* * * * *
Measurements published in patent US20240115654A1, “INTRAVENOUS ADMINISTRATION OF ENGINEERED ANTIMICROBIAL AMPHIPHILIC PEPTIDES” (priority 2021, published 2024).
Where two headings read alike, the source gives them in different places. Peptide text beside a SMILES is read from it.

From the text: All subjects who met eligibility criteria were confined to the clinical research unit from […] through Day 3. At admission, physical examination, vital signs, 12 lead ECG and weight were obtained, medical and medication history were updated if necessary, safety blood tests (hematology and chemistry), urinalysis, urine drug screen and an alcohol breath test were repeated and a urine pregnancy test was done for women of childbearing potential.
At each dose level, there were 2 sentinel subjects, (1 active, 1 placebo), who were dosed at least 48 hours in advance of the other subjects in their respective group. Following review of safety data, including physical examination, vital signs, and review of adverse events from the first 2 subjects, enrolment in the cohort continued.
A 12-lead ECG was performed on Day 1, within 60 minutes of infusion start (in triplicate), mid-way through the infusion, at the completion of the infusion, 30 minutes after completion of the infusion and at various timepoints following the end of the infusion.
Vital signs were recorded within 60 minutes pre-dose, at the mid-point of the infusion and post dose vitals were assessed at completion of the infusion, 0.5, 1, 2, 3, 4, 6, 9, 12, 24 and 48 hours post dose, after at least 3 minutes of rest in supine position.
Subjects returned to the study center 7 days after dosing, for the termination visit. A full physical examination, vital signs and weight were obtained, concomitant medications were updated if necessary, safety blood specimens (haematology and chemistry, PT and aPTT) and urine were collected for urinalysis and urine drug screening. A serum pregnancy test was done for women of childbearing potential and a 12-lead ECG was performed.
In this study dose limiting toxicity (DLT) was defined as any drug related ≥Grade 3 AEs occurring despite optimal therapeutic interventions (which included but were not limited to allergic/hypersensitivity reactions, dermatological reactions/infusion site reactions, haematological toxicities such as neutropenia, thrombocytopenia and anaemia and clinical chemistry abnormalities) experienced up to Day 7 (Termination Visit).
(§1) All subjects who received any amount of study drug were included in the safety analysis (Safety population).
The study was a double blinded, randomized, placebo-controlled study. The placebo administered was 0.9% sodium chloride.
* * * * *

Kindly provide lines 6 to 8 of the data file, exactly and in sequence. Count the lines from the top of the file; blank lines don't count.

Vital signs were recorded within 60 minutes pre-dose, at the mid-point of the infusion and post dose vitals were assessed at completion of the infusion, 0.5, 1, 2, 3, 4, 6, 9, 12, 24 and 48 hours post dose, after at least 3 minutes of rest in supine position.
Subjects returned to the study center 7 days after dosing, for the termination visit. A full physical examination, vital signs and weight were obtained, concomitant medications were updated if necessary, safety blood specimens (haematology and chemistry, PT and aPTT) and urine were collected for urinalysis and urine drug screening. A serum pregnancy test was done for women of childbearing potential and a 12-lead ECG was performed.
In this study dose limiting toxicity (DLT) was defined as any drug related ≥Grade 3 AEs occurring despite optimal therapeutic interventions (which included but were not limited to allergic/hypersensitivity reactions, dermatological reactions/infusion site reactions, haematological toxicities such as neutropenia, thrombocytopenia and anaemia and clinical chemistry abnormalities) experienced up to Day 7 (Termination Visit).